02 February 2011

World Wetlands Day 2011: Forests and Wetlands

Two years ago I put up a decent, now "sticky" post on the background and origins of World Wetlands Day, celebrated every year on 2 February as the date the Ramsar Convention on Wetlands (site available in English, Français and Español) was signed in Ramsar, Iran, in 1971. As I wrote then, a 2002 document stated that
''the Convention's mission is the conservation and wise use of all wetlands through local, regional and national actions and international cooperation, as a contribution towards achieving sustainable development throughout the world."
By the time of my post in 2009, the official site listed 158 signatories (countries, protectorates, and former states) to the Convention who have collectively designated more than 170 million hectares (1.7M sq km) in 1,831 wetlands sites for inclusion in the Ramsar List of Wetlands of International Importance. In the following year, one signatory (Turkmenistan) had been added and the total designated wetlands area comprised more than 185 million hectares (1.85M sq km) across 1886 designated sites. That was good progress, I would say, in a year of great controversy over the potential role of wetlands and their cousin peatlands in climate negotiations that came to something of a head the previous autumn at COP-15 in Copenhagen.

Since World Wetlands Day in 2010, one more signatory to the Convention (Lao PDR) has been added, bringing the total number to 160.  The total designated wetlands area has risen to almost 187 million hectares (1.87M sq km) across 1912 designated sites.  Again, much progress in a year of little indication elsewhere of mass movement toward sustainability.  While most of the world's leaders floundered about on climate issues in the time leading up to COP-16 in Cancun, while politicians remained stuck on CO2 emissions standards and international finger-pointing over responsibility and leadership, and while significant flaws in the embryonic process to protect tropical forests through the REDD process were exposed, the rest of the world kept moving forward through a year of significant weather anomalies and wondering where we will eventually end up.  The health of our global wetland areas remains a key indicator of that destination.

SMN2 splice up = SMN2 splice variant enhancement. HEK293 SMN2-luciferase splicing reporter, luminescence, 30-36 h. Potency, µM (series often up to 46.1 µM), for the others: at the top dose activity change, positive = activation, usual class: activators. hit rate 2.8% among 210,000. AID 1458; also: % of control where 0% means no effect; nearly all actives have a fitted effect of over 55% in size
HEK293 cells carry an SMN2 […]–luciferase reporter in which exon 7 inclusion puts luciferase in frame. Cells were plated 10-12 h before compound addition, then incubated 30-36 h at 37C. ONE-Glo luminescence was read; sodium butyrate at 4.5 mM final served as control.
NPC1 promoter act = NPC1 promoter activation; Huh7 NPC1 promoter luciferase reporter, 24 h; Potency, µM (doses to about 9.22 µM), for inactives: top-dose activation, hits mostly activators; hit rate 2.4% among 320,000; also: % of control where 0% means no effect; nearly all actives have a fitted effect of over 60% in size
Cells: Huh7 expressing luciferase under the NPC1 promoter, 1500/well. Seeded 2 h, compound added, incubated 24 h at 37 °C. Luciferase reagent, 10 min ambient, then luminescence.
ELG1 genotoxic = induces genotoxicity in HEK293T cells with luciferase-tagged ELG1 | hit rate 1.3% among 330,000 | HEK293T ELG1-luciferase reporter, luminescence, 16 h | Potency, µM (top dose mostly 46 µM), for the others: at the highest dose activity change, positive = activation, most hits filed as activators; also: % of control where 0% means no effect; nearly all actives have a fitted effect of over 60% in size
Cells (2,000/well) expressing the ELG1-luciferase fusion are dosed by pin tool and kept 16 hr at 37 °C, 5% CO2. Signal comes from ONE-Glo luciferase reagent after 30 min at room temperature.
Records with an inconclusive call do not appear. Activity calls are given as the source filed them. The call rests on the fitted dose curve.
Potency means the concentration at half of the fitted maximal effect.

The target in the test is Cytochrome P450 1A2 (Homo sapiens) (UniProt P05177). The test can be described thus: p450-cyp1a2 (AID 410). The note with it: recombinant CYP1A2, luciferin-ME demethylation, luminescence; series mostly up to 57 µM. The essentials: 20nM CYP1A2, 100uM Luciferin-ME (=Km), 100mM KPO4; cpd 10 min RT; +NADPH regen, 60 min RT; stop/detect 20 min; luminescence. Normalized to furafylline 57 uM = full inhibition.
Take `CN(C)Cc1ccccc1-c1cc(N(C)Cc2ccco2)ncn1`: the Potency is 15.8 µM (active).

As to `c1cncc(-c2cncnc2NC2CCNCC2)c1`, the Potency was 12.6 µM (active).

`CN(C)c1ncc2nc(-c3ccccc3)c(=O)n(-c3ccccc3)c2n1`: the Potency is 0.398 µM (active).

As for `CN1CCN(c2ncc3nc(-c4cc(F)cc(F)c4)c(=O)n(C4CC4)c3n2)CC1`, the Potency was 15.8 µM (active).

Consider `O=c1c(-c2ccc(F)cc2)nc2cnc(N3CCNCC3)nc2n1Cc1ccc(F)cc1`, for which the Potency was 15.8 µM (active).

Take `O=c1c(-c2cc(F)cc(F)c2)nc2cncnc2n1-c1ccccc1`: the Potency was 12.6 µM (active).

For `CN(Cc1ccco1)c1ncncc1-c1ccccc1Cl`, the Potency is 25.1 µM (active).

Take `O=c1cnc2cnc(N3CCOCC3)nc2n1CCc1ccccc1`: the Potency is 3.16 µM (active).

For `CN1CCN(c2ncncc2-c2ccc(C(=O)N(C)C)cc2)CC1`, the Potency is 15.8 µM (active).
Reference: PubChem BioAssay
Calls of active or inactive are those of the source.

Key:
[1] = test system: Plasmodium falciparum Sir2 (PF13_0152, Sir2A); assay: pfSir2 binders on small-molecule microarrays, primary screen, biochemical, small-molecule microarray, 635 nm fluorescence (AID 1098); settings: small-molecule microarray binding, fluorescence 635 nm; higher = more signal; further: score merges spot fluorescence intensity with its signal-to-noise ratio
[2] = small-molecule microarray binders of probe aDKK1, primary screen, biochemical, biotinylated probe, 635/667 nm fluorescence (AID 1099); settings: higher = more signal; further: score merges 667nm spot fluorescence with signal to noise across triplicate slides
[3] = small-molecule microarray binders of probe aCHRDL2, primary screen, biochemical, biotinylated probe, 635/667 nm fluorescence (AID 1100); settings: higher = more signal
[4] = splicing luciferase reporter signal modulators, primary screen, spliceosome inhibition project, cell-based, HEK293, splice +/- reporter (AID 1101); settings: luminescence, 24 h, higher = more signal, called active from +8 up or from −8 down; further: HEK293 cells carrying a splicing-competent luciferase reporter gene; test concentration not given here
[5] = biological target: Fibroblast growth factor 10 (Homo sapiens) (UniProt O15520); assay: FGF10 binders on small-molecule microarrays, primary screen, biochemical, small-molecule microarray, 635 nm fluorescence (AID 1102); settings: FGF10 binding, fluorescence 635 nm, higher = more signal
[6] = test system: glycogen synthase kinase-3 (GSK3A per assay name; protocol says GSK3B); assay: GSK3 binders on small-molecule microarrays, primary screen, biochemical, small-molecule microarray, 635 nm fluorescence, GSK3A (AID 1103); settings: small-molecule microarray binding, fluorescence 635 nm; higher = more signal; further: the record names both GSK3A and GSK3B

For this 40th anniversary of the Ramsar Convention, the theme of World Wetlands Day in 2011 is "Forests for Water and Wetlands," aligned with the United Nations declaration of 2011 as the International Year of ForestsWetlands International describes several of the numerous connections between forests, wetlands, and the waters that flow between them.  Forested wetlands such as mangrove swamps, peat swamp forests, and freshwater swamp forests, bring special benefits to their surrounding environments including
  • biological diversity,
  • freshwater management,
  • carbon storage, and
  • water quality.
Mangrove swamps that thrive in brackish semi-marine environments provide significant coastline protection from tropical cyclones and accompanying storm surge waves. Freshwater swamp and fen forests, especially in river floodplains, serve a valuable in floodwater storage and flood wave attenuation. The ecology of all of these forest environments serves effectively to filter the water that flows through them, improving water quality in downstream areas. The health of a watershed is intimately related to the health of its forests.

But forests, of all kinds and around the world, are in danger from harvesting, development, drainage and conversion, and terrestrial nutrient pollution. Coastal mangrove forests in river deltas are also subject to the runoff from upstream, carrying sediments and agricultural pollutants. River flood events carry runoff and discharge pollutants and trash into the floodplain forests and then recede, leaving a toxic legacy behind. Timber harvesting in both tropical and temperate forests leave little protection for the underlying peatlands and swamps, which erode under the increased exposure. With the loss of the physical environment, we see the loss of species habitat and biodiversity at the same time that downstream water quality is irreversibly degraded.